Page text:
Abandon House: Natural Disaster Preparation


As the climate changes around us, adverse weather conditions are becoming all the more common. Just recently, the US and its territories have had to deal with the aftermath of three major hurricanes in Harvey, Irma, and Maria. These events are likely to become more frequent as the earth warms, which is why even areas of the country that have never had to plan for natural disasters may now have to learn how to prep.

Hurricanes are unique in that we tend to have warning of them, unlike tornadoes or earthquakes which tend to develop in seconds. This warning means residents can abandon their homes in search of safer climes. There are other reasons outside of hurricanes that may require you to abandon your home, including flood risks due to non-hurricane rain, or even heatwaves. If you receive an evacuation order, the general rule of thumb is to obey — but what will you be coming home to?

To give you the best chance of being able to rebuild after having to evacuate your home, it’s worth taking the time to memorize the list below. This list doesn’t take long to run through, but could ensure that your home stays as safe as possible in the event of a natural disaster.

Move Essentials To The Upper Floors

If there’s any chance that your home will experience flooding — which is always the case with hurricanes and storms — then clearing the ground floor of your home is a wise idea. Pack as many essential and expensive items as possible into the bathroom; it tends to have the smallest window, which you can also board up for extra protection.

Empty The Fridge/Freezer

There’s no point wasting food, so empty it out and donate anything you can’t take with you. You’ll definitely want an empty freezer before you implement step three, too…

Disconnect Power To All Areas, Bar One

Of course, the one aspect you want to ensure continues to receive power is your home security. When you have gone to the hassle of consulting with sites like https://homesecuritysystem.co, choosing a system that works for you, and having it installed, then you want that system to be able to be able to work when you need it most. Be very cautious when disconnecting power, so you’re sure you don’t knock your entire home security range offline. Looting is, sadly, a real problem after natural disasters; a good security system might at least act as a deterrent.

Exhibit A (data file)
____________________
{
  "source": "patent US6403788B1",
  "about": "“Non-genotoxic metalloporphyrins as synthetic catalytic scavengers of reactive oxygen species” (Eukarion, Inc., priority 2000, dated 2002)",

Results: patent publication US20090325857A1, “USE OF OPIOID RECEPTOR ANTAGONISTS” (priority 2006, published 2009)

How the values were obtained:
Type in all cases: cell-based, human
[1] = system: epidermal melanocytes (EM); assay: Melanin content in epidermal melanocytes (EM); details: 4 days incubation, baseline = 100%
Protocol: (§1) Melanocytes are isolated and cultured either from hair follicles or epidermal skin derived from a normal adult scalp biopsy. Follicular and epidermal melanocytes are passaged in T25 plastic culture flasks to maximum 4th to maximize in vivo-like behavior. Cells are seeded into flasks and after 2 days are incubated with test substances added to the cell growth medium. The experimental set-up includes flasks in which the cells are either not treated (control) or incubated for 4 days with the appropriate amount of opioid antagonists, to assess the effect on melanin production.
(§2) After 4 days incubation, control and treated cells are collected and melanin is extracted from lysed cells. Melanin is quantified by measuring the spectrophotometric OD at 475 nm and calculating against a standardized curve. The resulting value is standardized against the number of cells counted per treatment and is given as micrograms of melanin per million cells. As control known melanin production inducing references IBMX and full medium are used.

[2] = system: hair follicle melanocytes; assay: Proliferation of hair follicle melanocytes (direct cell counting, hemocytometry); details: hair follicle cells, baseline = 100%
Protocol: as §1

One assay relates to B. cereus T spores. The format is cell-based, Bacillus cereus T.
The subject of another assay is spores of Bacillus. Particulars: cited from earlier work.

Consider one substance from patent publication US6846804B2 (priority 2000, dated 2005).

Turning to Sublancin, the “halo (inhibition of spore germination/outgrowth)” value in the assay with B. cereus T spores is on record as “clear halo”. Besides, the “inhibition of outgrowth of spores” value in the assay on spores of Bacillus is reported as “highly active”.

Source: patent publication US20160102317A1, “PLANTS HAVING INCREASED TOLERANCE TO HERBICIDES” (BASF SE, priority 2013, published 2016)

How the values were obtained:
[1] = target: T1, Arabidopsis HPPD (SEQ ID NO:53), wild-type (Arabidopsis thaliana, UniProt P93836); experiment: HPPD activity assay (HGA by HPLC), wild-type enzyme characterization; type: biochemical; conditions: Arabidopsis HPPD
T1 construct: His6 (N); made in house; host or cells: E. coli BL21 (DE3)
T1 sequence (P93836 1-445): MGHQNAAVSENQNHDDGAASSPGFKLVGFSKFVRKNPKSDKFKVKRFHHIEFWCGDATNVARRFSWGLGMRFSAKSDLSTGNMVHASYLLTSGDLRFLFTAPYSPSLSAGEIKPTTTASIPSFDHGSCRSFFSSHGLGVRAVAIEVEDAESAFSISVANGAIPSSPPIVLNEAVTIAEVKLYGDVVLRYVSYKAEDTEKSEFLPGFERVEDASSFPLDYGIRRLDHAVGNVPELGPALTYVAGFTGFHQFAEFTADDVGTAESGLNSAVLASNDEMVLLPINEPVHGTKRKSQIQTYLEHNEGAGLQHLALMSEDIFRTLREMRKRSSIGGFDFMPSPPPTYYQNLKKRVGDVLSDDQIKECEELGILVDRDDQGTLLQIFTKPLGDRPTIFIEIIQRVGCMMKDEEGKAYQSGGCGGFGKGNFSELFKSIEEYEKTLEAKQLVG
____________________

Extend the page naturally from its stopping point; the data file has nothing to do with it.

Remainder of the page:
Lay Sandbags Wherever Possible

If your home is going to fall victim to flooding, then there’s relatively little that you can do to outright stop the problems water can cause. However, liberal use of sandbags as described on http://hunker.com can at least help to mitigate the damage caused. Sandbags are often used outside, but can also help to seal off interior rooms to prevent the spread of floodwater — it’s worth trying, at the very least.

With these precautions in place, your home stands a good chance of getting through any predictable natural disaster in good shape.


About Author

Ben is a follower of Christ, a rabid computer geek, small business owner, and breaker of things. He is married way above his station in life and has three wonderful children who have made driving him insane their mission in life.

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